Ecological factors associated with STD risk behaviors among detained female adolescents

Dexter R. Voisin, Ralph J. DiClemente, Laura F. Salazar, Richard A. Crosby, William L. Yarber

Research output: Contribution to journalReview articlepeer-review


The authors used Bronfenbrenner's conceptual framework of an ecological systems model to examine factors that are independently associated with sexually transmitted disease (STD) risk behaviors among 280 sexually active detained female adolescents. Using computer-assisted self-interviewing procedures, the authors assessed individual characteristics, peer relations, community factors, and media influences and their association to STD risk behaviors. Findings indicated that factors such as greater substance use, stronger risk-taking attitudes, lower perceived parental monitoring and familial support, gender roles supporting male dominance, risky peer norms, and lower student-teacher connectedness, were independently associated with increased STD risk behaviors. Findings suggest a multisystemic approach to STD prevention among this population.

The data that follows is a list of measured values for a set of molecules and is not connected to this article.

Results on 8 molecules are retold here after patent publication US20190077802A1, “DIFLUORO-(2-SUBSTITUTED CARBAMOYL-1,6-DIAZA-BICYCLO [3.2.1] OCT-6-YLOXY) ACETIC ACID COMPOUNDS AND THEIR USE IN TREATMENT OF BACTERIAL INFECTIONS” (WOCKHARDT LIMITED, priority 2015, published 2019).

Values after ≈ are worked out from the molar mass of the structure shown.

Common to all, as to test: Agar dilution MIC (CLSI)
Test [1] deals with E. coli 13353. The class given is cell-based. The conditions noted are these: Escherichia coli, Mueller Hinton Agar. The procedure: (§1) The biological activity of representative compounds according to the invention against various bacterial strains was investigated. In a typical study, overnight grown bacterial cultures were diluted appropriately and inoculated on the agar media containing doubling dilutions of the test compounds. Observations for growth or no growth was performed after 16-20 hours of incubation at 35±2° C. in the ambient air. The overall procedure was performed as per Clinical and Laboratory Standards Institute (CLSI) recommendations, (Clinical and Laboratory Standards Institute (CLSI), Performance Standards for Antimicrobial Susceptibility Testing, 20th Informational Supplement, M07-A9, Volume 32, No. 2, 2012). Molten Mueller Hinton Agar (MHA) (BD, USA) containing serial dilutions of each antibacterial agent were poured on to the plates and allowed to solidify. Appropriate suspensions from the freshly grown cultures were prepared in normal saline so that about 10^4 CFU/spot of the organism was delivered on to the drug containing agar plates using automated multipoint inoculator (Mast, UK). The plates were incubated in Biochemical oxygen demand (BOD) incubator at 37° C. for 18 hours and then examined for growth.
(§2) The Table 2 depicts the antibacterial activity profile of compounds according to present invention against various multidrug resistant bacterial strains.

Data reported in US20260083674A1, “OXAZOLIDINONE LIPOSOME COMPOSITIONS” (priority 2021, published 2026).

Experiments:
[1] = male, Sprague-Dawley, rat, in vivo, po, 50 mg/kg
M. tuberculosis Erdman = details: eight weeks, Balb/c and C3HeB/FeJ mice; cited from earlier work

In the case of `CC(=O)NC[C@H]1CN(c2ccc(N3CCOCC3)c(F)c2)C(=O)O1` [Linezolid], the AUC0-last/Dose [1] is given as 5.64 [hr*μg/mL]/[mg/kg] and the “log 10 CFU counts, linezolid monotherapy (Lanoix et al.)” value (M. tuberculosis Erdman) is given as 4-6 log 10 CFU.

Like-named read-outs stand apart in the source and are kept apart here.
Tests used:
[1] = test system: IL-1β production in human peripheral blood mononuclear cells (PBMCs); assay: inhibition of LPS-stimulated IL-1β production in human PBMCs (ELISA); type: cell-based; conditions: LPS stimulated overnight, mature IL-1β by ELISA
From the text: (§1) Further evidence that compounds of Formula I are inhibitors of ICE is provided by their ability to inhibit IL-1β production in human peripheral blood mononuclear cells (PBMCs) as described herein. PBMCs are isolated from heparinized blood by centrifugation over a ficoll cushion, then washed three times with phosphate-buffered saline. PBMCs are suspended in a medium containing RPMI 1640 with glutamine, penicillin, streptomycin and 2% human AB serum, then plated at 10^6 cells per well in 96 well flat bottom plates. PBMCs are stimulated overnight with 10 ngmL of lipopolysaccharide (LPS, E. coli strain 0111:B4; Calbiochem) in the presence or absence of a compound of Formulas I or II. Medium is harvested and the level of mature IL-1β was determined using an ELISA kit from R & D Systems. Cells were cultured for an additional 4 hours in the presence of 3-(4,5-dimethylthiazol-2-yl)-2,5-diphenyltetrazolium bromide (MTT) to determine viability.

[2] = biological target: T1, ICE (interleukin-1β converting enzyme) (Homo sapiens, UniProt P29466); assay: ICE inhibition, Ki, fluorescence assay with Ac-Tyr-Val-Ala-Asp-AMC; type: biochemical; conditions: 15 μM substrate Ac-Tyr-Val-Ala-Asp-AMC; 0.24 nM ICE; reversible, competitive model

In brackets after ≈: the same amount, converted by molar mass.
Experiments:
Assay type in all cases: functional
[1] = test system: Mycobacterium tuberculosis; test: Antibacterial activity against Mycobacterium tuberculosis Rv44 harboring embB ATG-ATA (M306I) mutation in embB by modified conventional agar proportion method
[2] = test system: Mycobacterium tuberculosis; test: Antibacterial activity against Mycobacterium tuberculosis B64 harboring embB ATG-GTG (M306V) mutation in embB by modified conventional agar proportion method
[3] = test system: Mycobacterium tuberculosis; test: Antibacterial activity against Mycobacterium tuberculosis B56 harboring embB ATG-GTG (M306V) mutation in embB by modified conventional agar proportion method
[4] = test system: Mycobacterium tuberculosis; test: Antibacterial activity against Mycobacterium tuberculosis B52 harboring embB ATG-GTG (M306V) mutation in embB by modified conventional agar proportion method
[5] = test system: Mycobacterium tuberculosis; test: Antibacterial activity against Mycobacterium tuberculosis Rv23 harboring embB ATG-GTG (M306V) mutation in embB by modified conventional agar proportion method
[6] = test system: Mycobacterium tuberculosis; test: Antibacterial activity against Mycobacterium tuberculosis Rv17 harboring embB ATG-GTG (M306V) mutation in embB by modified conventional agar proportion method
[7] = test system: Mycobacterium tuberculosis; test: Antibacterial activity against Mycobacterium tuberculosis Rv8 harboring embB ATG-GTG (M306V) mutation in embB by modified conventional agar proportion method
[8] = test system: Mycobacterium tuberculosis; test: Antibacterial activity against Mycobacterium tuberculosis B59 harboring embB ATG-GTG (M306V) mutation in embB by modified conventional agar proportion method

Original languageEnglish (US)
Pages (from-to)71-79
Number of pages9
JournalSocial Work
Issue number1
StatePublished - Jan 2006


  • Detained female youths
  • Ecological factors
  • Prevention
  • STD risk

ASJC Scopus subject areas

  • Sociology and Political Science


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